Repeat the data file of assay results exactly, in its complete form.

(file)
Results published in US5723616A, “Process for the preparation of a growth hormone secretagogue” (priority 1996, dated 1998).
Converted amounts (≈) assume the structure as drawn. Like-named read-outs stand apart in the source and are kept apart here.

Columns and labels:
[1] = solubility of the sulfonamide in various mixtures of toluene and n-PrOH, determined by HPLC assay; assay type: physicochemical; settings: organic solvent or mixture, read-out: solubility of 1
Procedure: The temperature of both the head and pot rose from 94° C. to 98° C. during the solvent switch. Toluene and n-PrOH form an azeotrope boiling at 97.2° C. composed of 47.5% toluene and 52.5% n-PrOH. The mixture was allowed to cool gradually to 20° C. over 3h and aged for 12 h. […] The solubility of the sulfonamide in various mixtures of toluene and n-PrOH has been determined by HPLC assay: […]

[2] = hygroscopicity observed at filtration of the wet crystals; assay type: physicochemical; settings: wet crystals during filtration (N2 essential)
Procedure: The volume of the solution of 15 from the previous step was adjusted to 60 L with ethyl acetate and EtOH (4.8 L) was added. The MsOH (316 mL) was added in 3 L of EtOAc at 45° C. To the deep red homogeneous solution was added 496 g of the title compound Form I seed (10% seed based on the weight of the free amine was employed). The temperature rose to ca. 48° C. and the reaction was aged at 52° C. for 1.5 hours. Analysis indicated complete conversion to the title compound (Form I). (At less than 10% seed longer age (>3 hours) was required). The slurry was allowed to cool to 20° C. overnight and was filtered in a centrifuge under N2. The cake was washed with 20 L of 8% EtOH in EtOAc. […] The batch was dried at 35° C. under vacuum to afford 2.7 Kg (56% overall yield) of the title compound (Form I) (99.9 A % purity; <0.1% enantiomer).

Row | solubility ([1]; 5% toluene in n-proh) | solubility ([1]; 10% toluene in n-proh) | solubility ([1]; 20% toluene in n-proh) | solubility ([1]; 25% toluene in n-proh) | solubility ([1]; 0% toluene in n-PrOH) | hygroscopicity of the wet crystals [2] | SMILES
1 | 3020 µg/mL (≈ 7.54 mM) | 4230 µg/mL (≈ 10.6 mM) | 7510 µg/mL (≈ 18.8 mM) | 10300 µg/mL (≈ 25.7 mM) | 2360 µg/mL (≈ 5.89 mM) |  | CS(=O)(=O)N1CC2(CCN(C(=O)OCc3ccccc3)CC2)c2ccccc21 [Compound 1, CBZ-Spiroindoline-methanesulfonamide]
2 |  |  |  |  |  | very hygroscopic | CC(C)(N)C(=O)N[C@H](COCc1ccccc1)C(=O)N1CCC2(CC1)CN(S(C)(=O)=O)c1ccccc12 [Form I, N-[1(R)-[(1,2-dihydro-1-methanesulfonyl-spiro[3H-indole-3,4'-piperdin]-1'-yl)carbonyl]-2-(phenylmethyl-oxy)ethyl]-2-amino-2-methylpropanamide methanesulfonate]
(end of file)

Results published in US5723616A, “Process for the preparation of a growth hormone secretagogue” (priority 1996, dated 1998).
Converted amounts (≈) assume the structure as drawn. Like-named read-outs stand apart in the source and are kept apart here.

Columns and labels:
[1] = solubility of the sulfonamide in various mixtures of toluene and n-PrOH, determined by HPLC assay; assay type: physicochemical; settings: organic solvent or mixture, read-out: solubility of 1
Procedure: The temperature of both the head and pot rose from 94° C. to 98° C. during the solvent switch. Toluene and n-PrOH form an azeotrope boiling at 97.2° C. composed of 47.5% toluene and 52.5% n-PrOH. The mixture was allowed to cool gradually to 20° C. over 3h and aged for 12 h. […] The solubility of the sulfonamide in various mixtures of toluene and n-PrOH has been determined by HPLC assay: […]

[2] = hygroscopicity observed at filtration of the wet crystals; assay type: physicochemical; settings: wet crystals during filtration (N2 essential)
Procedure: The volume of the solution of 15 from the previous step was adjusted to 60 L with ethyl acetate and EtOH (4.8 L) was added. The MsOH (316 mL) was added in 3 L of EtOAc at 45° C. To the deep red homogeneous solution was added 496 g of the title compound Form I seed (10% seed based on the weight of the free amine was employed). The temperature rose to ca. 48° C. and the reaction was aged at 52° C. for 1.5 hours. Analysis indicated complete conversion to the title compound (Form I). (At less than 10% seed longer age (>3 hours) was required). The slurry was allowed to cool to 20° C. overnight and was filtered in a centrifuge under N2. The cake was washed with 20 L of 8% EtOH in EtOAc. […] The batch was dried at 35° C. under vacuum to afford 2.7 Kg (56% overall yield) of the title compound (Form I) (99.9 A % purity; <0.1% enantiomer).

Row | solubility ([1]; 5% toluene in n-proh) | solubility ([1]; 10% toluene in n-proh) | solubility ([1]; 20% toluene in n-proh) | solubility ([1]; 25% toluene in n-proh) | solubility ([1]; 0% toluene in n-PrOH) | hygroscopicity of the wet crystals [2] | SMILES
1 | 3020 µg/mL (≈ 7.54 mM) | 4230 µg/mL (≈ 10.6 mM) | 7510 µg/mL (≈ 18.8 mM) | 10300 µg/mL (≈ 25.7 mM) | 2360 µg/mL (≈ 5.89 mM) |  | CS(=O)(=O)N1CC2(CCN(C(=O)OCc3ccccc3)CC2)c2ccccc21 [Compound 1, CBZ-Spiroindoline-methanesulfonamide]
2 |  |  |  |  |  | very hygroscopic | CC(C)(N)C(=O)N[C@H](COCc1ccccc1)C(=O)N1CCC2(CC1)CN(S(C)(=O)=O)c1ccccc12 [Form I, N-[1(R)-[(1,2-dihydro-1-methanesulfonyl-spiro[3H-indole-3,4'-piperdin]-1'-yl)carbonyl]-2-(phenylmethyl-oxy)ethyl]-2-amino-2-methylpropanamide methanesulfonate]